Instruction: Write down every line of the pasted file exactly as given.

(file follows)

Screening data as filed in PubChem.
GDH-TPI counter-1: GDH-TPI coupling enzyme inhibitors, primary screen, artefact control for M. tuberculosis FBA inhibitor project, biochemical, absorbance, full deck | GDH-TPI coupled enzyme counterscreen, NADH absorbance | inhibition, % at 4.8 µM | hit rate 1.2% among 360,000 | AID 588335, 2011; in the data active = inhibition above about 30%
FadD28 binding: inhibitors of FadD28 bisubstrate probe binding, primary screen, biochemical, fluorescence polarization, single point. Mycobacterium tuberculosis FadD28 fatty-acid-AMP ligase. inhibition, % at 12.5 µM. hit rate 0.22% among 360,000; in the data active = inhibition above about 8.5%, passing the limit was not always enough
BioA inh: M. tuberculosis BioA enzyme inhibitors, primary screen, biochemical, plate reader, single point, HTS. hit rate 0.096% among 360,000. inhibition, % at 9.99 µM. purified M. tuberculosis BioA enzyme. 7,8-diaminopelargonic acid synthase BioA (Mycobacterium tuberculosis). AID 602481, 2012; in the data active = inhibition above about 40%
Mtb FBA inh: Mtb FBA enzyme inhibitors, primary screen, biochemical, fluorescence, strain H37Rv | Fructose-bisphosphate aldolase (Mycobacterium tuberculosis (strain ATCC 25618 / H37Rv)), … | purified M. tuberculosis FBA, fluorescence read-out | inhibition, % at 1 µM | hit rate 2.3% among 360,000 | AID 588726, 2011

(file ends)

Screening data as filed in PubChem.
GDH-TPI counter-1: GDH-TPI coupling enzyme inhibitors, primary screen, artefact control for M. tuberculosis FBA inhibitor project, biochemical, absorbance, full deck | GDH-TPI coupled enzyme counterscreen, NADH absorbance | inhibition, % at 4.8 µM | hit rate 1.2% among 360,000 | AID 588335, 2011; in the data active = inhibition above about 30%
FadD28 binding: inhibitors of FadD28 bisubstrate probe binding, primary screen, biochemical, fluorescence polarization, single point. Mycobacterium tuberculosis FadD28 fatty-acid-AMP ligase. inhibition, % at 12.5 µM. hit rate 0.22% among 360,000; in the data active = inhibition above about 8.5%, passing the limit was not always enough
BioA inh: M. tuberculosis BioA enzyme inhibitors, primary screen, biochemical, plate reader, single point, HTS. hit rate 0.096% among 360,000. inhibition, % at 9.99 µM. purified M. tuberculosis BioA enzyme. 7,8-diaminopelargonic acid synthase BioA (Mycobacterium tuberculosis). AID 602481, 2012; in the data active = inhibition above about 40%
Mtb FBA inh: Mtb FBA enzyme inhibitors, primary screen, biochemical, fluorescence, strain H37Rv | Fructose-bisphosphate aldolase (Mycobacterium tuberculosis (strain ATCC 25618 / H37Rv)), … | purified M. tuberculosis FBA, fluorescence read-out | inhibition, % at 1 µM | hit rate 2.3% among 360,000 | AID 588726, 2011